Due to coronavirus the conference has been postponed to August/September 2020. The new deadline for submitting abstracts is now March 23
Call for Papers
The presence of children and young people in the public space, as well as their participation to the social and cultural life of cities, can be seen as a litmus test of what works and what not in terms of social, environmental, and generational justice.
In particular, the social navigations of those children and young people who experience urban marginality reveal how structural inequalities are reproduced and opportunities for social transformation are shaped. Their knowledge and views about the world, however, are largely disregarded and delegitimised in hegemonic discourses.
These tend to depict urban marginality through stereotyped and essentialised descriptions, either as a site of resentment, insecurity and decay; or as a field where dominant norms about “worthy futures” trigger upward social mobility trajectories.
In this context, children and young people are described through either alarmistic or pietistic imageries. What is often overlooked, however, are the constraints and negotiations that shape their navigations across multiple forms of urban inequality. Their ability to cope with the (re)production of marginalities as part of contemporary urban transformations, as well as their strategies to deal with the making of new boundaries, hardly enters into mainstream narratives, but is rather neglected and invisibilised.
Building on this, the session aims to collect contributions from scholars who with their work aim to co-create spaces of legitimacy, communication and imagination with those children and young people that rarely talk for themselves in the public sphere.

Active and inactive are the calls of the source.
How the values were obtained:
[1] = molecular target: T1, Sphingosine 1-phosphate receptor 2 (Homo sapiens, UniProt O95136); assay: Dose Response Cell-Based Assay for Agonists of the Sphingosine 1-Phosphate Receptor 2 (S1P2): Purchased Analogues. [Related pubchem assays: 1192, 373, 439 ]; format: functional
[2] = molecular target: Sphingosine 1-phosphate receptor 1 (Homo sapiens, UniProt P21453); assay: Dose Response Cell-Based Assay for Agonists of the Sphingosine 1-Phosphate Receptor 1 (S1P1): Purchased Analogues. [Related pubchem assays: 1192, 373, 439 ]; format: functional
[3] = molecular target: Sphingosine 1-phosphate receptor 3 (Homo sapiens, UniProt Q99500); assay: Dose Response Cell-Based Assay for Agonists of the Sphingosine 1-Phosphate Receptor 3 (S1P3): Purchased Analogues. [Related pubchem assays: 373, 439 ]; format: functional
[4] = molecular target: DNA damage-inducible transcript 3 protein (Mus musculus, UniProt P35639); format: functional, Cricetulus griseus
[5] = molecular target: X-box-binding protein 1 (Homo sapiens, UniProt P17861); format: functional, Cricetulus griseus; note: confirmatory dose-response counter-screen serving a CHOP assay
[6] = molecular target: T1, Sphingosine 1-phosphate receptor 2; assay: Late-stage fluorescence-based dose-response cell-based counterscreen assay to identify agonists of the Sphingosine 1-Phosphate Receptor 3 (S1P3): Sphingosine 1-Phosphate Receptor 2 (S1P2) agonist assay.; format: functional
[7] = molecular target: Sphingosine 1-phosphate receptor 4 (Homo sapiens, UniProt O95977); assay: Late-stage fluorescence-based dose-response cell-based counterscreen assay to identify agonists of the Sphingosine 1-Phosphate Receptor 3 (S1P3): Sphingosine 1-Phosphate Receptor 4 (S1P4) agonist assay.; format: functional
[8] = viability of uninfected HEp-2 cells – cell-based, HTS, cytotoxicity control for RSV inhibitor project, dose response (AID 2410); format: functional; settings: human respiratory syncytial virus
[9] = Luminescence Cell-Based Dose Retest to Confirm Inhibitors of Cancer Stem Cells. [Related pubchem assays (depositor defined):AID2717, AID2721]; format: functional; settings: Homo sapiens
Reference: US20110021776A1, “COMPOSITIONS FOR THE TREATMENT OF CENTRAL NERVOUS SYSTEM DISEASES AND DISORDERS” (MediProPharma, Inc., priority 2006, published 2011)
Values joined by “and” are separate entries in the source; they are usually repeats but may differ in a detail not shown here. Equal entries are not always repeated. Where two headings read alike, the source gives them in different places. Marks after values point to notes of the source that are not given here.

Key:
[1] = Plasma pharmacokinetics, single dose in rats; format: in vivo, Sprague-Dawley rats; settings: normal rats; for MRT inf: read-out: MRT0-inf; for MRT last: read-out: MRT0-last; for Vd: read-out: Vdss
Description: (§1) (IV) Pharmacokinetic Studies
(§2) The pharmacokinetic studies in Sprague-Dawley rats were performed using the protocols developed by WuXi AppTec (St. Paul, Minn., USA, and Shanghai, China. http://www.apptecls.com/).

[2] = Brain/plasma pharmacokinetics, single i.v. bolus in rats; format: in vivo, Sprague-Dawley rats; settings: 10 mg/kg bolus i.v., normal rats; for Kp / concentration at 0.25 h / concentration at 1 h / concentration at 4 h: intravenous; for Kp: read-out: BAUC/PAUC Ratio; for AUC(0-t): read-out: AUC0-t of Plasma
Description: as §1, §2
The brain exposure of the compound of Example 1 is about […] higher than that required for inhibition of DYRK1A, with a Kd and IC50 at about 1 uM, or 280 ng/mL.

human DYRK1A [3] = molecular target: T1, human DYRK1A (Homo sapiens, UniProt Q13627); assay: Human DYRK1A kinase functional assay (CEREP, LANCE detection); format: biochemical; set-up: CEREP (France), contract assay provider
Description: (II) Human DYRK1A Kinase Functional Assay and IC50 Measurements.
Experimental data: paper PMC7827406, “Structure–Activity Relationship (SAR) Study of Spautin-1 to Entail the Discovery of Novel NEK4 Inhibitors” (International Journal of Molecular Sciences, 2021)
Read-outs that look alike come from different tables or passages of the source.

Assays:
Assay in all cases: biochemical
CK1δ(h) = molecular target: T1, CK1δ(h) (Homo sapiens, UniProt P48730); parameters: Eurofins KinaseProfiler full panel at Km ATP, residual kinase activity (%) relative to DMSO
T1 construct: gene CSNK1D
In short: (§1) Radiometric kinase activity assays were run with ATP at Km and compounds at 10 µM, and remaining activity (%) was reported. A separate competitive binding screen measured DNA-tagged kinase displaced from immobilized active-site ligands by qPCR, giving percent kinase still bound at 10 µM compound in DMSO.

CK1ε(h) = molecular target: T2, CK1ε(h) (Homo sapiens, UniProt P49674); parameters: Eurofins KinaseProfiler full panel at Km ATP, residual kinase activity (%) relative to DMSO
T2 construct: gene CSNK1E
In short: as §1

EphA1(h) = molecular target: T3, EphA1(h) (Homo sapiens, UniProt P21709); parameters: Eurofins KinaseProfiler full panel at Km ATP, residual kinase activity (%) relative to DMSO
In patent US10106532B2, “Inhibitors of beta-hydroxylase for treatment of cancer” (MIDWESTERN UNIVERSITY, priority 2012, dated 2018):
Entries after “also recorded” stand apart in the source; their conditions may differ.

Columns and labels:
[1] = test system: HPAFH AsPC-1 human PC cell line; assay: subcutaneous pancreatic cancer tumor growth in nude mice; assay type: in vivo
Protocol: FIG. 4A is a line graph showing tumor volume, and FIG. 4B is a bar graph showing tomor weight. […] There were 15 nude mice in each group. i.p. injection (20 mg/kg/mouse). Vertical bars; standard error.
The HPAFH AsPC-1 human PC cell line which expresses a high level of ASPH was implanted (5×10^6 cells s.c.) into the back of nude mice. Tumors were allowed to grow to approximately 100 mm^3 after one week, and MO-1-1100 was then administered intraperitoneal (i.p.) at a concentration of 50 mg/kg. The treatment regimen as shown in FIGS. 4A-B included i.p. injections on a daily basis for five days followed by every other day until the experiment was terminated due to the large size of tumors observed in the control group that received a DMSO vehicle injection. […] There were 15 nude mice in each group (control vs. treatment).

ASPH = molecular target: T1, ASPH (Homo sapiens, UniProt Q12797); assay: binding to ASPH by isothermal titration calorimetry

The panel will provide a space to share research practices and debate methodological and ethical dilemmas. We welcome experiences of multimodal research that actively involve participants in the knowledge production process; collaborate or dialogue with social movements; take advantage of the opportunities generated by digital technologies; support children and young people to construct new narratives about themselves through creative practices; and critically reflect on research positionality and the limits of research as transformative force.
We are inviting paper submissions addressing the following questions:
- What are the principles to be considered when embarking on engaged research projects with children and young people experiencing urban marginality? In what way should these principles guide the research process, and what methodological choices do they bring about?
- What do creative and experimental approaches uncover about the methodological potentials of uncertainty and failure? How can we integrate inconsistency into our research projects?
- How do the “narrative spaces” created by multimodal research approaches contribute to reshape the imageries and the experiences of urban marginality?
- What are the main ethical dilemmas and criticisms that researchers face in their attempt to address power relations and inequalities within and beyond their research?
The main format of the session will be paper presentation. However, given the focus of our call, we encourage participants to share multimodal contributions.
Abstracts must be submitted by 15 March 2020 through the conference website via the following link: http://bit.ly/session56.